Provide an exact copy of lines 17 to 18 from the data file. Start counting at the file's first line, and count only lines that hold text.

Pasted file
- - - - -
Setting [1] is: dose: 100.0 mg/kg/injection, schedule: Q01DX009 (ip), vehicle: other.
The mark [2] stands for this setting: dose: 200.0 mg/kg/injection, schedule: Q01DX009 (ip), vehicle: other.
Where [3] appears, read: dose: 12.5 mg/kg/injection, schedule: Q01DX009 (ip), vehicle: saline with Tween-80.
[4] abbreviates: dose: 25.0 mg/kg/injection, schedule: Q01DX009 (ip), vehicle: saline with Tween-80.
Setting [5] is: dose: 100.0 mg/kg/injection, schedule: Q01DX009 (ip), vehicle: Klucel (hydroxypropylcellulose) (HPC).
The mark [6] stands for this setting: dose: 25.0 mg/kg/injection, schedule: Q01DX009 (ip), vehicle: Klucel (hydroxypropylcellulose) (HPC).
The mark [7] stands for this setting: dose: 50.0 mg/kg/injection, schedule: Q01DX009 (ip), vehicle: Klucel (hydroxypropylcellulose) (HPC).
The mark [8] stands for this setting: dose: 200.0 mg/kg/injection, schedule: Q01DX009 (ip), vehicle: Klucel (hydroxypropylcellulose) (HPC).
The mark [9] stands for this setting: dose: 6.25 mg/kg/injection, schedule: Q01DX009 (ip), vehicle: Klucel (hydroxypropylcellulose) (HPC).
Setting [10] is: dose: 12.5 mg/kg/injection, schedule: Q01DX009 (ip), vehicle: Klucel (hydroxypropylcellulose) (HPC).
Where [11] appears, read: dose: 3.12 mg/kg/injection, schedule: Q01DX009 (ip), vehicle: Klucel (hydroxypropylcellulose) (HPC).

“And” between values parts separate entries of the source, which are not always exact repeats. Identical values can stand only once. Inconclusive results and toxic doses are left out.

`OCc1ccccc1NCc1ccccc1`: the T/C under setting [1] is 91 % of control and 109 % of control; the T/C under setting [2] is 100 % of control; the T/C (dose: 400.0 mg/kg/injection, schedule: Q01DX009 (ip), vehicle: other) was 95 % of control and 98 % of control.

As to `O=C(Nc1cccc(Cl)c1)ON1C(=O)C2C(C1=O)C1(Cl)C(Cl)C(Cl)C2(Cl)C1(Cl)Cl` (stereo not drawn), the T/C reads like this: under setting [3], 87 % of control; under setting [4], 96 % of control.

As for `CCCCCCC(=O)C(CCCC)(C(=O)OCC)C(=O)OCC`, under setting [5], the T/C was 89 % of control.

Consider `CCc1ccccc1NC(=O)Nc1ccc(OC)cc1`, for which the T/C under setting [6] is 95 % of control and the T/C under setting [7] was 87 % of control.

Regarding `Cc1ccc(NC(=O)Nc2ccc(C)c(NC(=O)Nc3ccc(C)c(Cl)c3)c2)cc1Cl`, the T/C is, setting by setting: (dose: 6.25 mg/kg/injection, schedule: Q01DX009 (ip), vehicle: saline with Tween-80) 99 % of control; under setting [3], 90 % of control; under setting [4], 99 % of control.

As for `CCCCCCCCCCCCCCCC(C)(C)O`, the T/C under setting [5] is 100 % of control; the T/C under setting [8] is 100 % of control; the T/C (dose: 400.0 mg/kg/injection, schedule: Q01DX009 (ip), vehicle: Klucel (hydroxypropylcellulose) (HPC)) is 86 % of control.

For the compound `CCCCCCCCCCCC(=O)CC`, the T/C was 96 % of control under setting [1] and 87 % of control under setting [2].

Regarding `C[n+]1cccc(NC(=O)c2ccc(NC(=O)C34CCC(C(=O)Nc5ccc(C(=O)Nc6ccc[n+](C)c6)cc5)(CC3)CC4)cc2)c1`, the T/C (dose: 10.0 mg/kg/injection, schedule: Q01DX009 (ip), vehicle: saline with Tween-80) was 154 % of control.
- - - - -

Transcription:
Regarding `Cc1ccc(NC(=O)Nc2ccc(C)c(NC(=O)Nc3ccc(C)c(Cl)c3)c2)cc1Cl`, the T/C is, setting by setting: (dose: 6.25 mg/kg/injection, schedule: Q01DX009 (ip), vehicle: saline with Tween-80) 99 % of control; under setting [3], 90 % of control; under setting [4], 99 % of control.

As for `CCCCCCCCCCCCCCCC(C)(C)O`, the T/C under setting [5] is 100 % of control; the T/C under setting [8] is 100 % of control; the T/C (dose: 400.0 mg/kg/injection, schedule: Q01DX009 (ip), vehicle: Klucel (hydroxypropylcellulose) (HPC)) is 86 % of control.